Santa Fe, Panama Hiking Guide

Santa Fe, Panama Hiking Guide

Santa Fe is perfect for hikers and adventure seekers looking explore off the beaten track. This is my complete Santa Fe, Panama hiking guide with all the information you need about hiking this hidden gem of Panama.

Getting There

From Santiago, there are frequent buses leaving every 30 minutes from the main terminal. The full ride last 90 minutes and costs $2.90. Santiago is the main stopping point on the Panama City-David bus route and the bus terminal is very easy to navigate. Buses from Panama City take 3.5-4 hours depending on traffic and cost $9. Make sure you have enough cash and/or gasoline before leaving for Santa Fe because the town does not have an ATM or gas station.

Bermejo Waterfalls

I had quite the adventure on this hike. The trailhead is pretty easy to walk to from Santa Fe as long as you stay on the main road until you see the Bermejo Waterfalls sign. Unfortunately, as you will see in my YouTube video of the Bermejo Falls hike, I turned off the road too soon and hiked on the Altos de los Gonzales trail for a bit until I asked a local who told me I was in the wrong spot. I arrived at the trailhead and began hiking the trail as the rain tapered on and off.

There are also two water crossings on the trail to the falls. It’s important to bring water resistant hiking gear or at least wear clothing you aren’t afraid to get wet. It’s important to note the trail to this waterfall is blocked by a fence but you can open the fence without getting in trouble (see directions in the video). You should also see horses and a herd of cows past the fence as you make your way to the falls. There is no entrance fee to access the waterfalls and assuming you don’t get lost as many times as I did, this hike should take 4-5 hours roundtrip.

Cerro Tute

This trailhead can be pretty tricky to find if you do not have the right map and directions from the hostel. This trail has no entrance fee and starts off at the Las Brujas trail/4X4 road located on the west side of town. This path has with many amazing viewpoints of Santa Fe and the surrounding mountains. After you cross three streams on the road, look for a boulder as a marker for where the Cerro Tute trail begins.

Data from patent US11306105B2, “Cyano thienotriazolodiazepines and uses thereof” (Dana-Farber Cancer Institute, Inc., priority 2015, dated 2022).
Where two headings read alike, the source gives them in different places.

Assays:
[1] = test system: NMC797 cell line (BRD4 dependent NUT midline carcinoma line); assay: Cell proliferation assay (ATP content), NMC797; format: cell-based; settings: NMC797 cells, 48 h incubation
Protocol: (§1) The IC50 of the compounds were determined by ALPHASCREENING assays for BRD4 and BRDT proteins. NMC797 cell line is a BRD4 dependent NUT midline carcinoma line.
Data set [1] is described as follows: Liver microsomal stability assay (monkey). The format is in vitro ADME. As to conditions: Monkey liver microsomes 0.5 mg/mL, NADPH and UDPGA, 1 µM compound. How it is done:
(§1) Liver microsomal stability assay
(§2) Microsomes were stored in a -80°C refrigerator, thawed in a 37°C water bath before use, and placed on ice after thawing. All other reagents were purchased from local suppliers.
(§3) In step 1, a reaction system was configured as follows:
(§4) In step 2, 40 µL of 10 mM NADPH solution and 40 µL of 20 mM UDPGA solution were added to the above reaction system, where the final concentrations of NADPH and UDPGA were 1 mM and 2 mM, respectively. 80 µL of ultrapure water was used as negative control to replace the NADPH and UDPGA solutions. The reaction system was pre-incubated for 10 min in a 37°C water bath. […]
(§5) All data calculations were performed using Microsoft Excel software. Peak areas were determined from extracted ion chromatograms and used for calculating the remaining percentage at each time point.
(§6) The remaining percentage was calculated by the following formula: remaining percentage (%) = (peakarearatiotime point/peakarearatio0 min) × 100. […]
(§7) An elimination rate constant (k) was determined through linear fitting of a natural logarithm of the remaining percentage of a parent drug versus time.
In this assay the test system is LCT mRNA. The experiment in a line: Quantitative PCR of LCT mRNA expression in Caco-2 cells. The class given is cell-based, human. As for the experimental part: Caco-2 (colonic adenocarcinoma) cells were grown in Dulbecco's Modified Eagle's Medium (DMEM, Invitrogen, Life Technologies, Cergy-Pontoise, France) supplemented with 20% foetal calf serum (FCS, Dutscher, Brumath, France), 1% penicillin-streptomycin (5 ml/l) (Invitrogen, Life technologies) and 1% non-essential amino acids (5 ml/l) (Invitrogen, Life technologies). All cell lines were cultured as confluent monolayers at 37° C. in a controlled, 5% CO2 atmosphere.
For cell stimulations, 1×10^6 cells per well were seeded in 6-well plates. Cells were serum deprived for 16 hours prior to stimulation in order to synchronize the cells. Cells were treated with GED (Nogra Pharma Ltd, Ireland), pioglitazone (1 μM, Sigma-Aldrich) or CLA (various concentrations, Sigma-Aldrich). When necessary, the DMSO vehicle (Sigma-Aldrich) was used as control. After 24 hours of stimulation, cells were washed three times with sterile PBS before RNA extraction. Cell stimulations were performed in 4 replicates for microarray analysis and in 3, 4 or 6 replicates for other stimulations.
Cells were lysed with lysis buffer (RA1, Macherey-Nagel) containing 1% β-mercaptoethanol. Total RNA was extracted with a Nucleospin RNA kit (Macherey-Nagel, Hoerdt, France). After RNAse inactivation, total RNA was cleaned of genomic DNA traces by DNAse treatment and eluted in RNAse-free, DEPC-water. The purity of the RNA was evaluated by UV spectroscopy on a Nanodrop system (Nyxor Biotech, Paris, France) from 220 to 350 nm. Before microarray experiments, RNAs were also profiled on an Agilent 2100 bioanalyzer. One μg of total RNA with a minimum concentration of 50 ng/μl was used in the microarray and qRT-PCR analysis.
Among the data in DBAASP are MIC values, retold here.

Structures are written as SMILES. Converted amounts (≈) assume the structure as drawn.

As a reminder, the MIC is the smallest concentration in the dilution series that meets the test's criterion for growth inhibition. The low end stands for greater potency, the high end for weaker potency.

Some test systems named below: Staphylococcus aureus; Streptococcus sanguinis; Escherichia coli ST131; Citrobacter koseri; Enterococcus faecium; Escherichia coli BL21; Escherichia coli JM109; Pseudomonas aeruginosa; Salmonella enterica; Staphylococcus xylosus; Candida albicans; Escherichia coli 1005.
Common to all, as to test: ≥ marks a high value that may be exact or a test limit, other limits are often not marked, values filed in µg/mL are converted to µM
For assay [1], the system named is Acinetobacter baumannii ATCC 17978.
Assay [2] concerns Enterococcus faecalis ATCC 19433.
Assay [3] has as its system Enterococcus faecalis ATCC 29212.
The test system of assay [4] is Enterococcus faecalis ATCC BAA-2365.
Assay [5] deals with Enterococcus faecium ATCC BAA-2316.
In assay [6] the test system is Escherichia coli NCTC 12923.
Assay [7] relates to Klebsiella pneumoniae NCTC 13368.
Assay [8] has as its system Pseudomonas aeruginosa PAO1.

There is a larger boulder off the side of the road earlier on the road that does not lead you to the start. After you see this boulder, you will see a trail/4X4 road on the right with a steep incline that you will take instead. After a short walk, you will see another boulder sitting in the road and look for the small trail to Cerro Tute after that. There are no markings on this trail so I highly recommend bringing a map and watching my YouTube video of the Cerro Tute hike because I provide accurate information on getting to the correct trail.

From here, the Cerro Tute trail should take no more than an hour to the summit. It meanders through a well-shaded forest (with lots of butterflies) that breaks out into the open a few times on the climb up to the summit. The hike isn’t too difficult until you get close to the top when a little scrambling is required. The views are the top are stunning and probably some of the best in Panama. You have the view of Santa Fe and the mountains on one side and a view of the valley on the other side. In total, the hike should take 5-6 hours roundtrip.

El Alto Waterfalls/Swimming Hole

This area is on the road towards El Alto which you reach by minibus from Santa Fe for 40 cents. There is also a minibus that will drop you off at the entrance to El Alto road for 30 cents. I asked around but not too many people (mainly construction workers) knew where it was located. A local did show me the right way and I was able to find the waterfalls pretty easily. They aren’t the most impressive waterfalls to see but there is a nice swimming hole but the surrounding mountains are very nice to look at. I recommend going here if you have some extra time and I think it’s better to go with a group.

El Salto Waterfalls